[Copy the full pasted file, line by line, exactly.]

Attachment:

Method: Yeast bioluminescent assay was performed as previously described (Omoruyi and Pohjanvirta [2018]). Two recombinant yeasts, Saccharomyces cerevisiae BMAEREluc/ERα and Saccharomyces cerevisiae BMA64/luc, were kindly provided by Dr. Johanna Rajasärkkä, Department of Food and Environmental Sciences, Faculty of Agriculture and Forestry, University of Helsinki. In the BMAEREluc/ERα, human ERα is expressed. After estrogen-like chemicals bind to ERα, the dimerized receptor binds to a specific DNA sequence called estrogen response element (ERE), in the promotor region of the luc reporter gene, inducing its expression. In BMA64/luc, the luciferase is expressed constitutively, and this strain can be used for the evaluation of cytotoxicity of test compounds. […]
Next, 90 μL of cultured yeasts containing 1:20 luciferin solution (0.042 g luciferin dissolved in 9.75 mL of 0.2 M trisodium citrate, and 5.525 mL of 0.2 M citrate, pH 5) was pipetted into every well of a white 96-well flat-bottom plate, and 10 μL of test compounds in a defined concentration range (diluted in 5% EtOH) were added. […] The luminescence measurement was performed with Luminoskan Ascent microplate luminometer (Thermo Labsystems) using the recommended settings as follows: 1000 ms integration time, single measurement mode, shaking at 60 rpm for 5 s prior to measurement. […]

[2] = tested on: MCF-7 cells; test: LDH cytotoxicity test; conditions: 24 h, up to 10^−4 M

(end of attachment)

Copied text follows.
Method: Yeast bioluminescent assay was performed as previously described (Omoruyi and Pohjanvirta [2018]). Two recombinant yeasts, Saccharomyces cerevisiae BMAEREluc/ERα and Saccharomyces cerevisiae BMA64/luc, were kindly provided by Dr. Johanna Rajasärkkä, Department of Food and Environmental Sciences, Faculty of Agriculture and Forestry, University of Helsinki. In the BMAEREluc/ERα, human ERα is expressed. After estrogen-like chemicals bind to ERα, the dimerized receptor binds to a specific DNA sequence called estrogen response element (ERE), in the promotor region of the luc reporter gene, inducing its expression. In BMA64/luc, the luciferase is expressed constitutively, and this strain can be used for the evaluation of cytotoxicity of test compounds. […]
Next, 90 μL of cultured yeasts containing 1:20 luciferin solution (0.042 g luciferin dissolved in 9.75 mL of 0.2 M trisodium citrate, and 5.525 mL of 0.2 M citrate, pH 5) was pipetted into every well of a white 96-well flat-bottom plate, and 10 μL of test compounds in a defined concentration range (diluted in 5% EtOH) were added. […] The luminescence measurement was performed with Luminoskan Ascent microplate luminometer (Thermo Labsystems) using the recommended settings as follows: 1000 ms integration time, single measurement mode, shaking at 60 rpm for 5 s prior to measurement. […]

[2] = tested on: MCF-7 cells; test: LDH cytotoxicity test; conditions: 24 h, up to 10^−4 M